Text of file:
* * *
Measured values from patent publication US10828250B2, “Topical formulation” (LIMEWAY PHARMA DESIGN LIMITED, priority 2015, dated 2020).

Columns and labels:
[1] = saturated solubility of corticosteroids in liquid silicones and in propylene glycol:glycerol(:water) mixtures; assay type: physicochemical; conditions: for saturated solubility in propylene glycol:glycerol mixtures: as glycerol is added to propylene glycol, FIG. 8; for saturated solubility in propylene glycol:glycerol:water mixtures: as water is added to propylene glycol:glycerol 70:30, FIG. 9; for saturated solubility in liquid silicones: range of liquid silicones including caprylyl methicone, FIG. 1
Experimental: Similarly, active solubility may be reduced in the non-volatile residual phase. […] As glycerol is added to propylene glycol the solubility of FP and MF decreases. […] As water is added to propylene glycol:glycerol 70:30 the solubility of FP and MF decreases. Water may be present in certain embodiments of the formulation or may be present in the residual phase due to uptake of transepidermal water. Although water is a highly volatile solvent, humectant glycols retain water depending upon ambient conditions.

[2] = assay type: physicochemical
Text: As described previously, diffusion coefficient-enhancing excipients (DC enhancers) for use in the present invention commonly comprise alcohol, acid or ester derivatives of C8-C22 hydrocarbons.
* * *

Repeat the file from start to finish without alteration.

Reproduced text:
Measured values from patent publication US10828250B2, “Topical formulation” (LIMEWAY PHARMA DESIGN LIMITED, priority 2015, dated 2020).

Columns and labels:
[1] = saturated solubility of corticosteroids in liquid silicones and in propylene glycol:glycerol(:water) mixtures; assay type: physicochemical; conditions: for saturated solubility in propylene glycol:glycerol mixtures: as glycerol is added to propylene glycol, FIG. 8; for saturated solubility in propylene glycol:glycerol:water mixtures: as water is added to propylene glycol:glycerol 70:30, FIG. 9; for saturated solubility in liquid silicones: range of liquid silicones including caprylyl methicone, FIG. 1
Experimental: Similarly, active solubility may be reduced in the non-volatile residual phase. […] As glycerol is added to propylene glycol the solubility of FP and MF decreases. […] As water is added to propylene glycol:glycerol 70:30 the solubility of FP and MF decreases. Water may be present in certain embodiments of the formulation or may be present in the residual phase due to uptake of transepidermal water. Although water is a highly volatile solvent, humectant glycols retain water depending upon ambient conditions.

[2] = assay type: physicochemical
Text: As described previously, diffusion coefficient-enhancing excipients (DC enhancers) for use in the present invention commonly comprise alcohol, acid or ester derivatives of C8-C22 hydrocarbons.